Friday, June 23, 2017

 

Wish You Were Here, from Gene Carr


Here's a Gene Carr postcard from the Rotograph Co., issued in 1906. The gag goes over my head -- can anyone parse the century-old stereotypes here well enough to explain it? I'm guessing it's a St.Patrick's Day card, but why the fat Dutchman leading the parade???

As long as explanations are being called for, what in the heck is that faceless refugee from a genetics experiment gone wrong in the lower left? Yipes!

Labels:


Comments:
This on Wikipedia:
https://en.wikipedia.org/wiki/It_Takes_the_Irish_to_Beat_the_Dutch
Maybe the very idea of the Dutch / Germans leading the Irish in any context was meant to be comical, like a stereotypical Scotsman buying the drinks.

The critter lower left was likely meant to be a dog with his head turned to watch the Dutchman, as the boy is. The concealed face, combined with the unfortunate color choice and unnatural proportions (comparable to the other big-headed dog, with the same deformed back legs), add up to a creepy visual.

Also: Why is the little boy staring at the Dutchman's crotch?

Guessing 111 years after the fact, I'd say Carr did his four main figures and a bit carelessly tossed in the boy and dogs to indicate a parade, or at least a public spectacle.


 
In the vernacular of the time, the term Dutch often refers to Germans, but it would seem here they mean actual Hollanders or their descendants.The Irish are associated with Roman Catholicism, and their pet color is Green. The Dutch were associated with Protestantism, and their color of choice was orange, from the royal house of Orange. The color Orange became a "Protestant Color" in the endless "Troubles" in Ireland, the Protestant factions battling the Catholic ones during St. Patrick's day festivities, a serious bone of contention being which color would be associated with St. Patrick, the patron saint of all Irishmen.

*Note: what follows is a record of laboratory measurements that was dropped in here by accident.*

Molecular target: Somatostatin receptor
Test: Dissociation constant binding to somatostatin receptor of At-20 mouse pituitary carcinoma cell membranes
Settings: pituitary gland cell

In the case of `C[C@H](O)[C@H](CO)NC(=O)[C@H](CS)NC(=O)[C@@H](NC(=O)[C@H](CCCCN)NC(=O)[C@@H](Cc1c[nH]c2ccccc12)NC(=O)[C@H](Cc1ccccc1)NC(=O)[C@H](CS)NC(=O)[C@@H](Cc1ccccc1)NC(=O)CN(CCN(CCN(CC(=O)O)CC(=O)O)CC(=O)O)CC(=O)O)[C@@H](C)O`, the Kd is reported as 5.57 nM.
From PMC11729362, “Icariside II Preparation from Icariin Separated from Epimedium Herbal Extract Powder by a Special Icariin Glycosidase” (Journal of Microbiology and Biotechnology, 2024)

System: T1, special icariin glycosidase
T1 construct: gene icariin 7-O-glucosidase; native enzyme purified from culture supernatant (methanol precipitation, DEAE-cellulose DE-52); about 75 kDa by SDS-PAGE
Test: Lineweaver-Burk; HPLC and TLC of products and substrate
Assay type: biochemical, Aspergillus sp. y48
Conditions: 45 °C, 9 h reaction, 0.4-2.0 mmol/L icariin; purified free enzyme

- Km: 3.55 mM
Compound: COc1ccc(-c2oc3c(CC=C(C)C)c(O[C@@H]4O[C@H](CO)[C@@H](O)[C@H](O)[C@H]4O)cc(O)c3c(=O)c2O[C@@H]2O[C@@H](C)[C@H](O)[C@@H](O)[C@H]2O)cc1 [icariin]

The gag here is that to think that the dutch would lead the Irish in a parade, with the Irishers wearing Orange instead of Green sashes, is a fantastic expression of impossibility, like "The day pigs fly!". I realize the prominent color in this card is actually Yellow, an oversight by Rotograph, I'm sure, but the point of the gag would be understood in 1906.
 
Thanks Donald and Mark for the primer on 1900s stereotyping. I wasn't aware that the Dutch were symbolic of Protestantism. Armed with that info, I suppose I get the gag, barely.

--Allan
 
This comment has been removed by a blog administrator.
 
Post a Comment

This page is powered by Blogger. Isn't yours?

Subscribe to
Posts [Atom]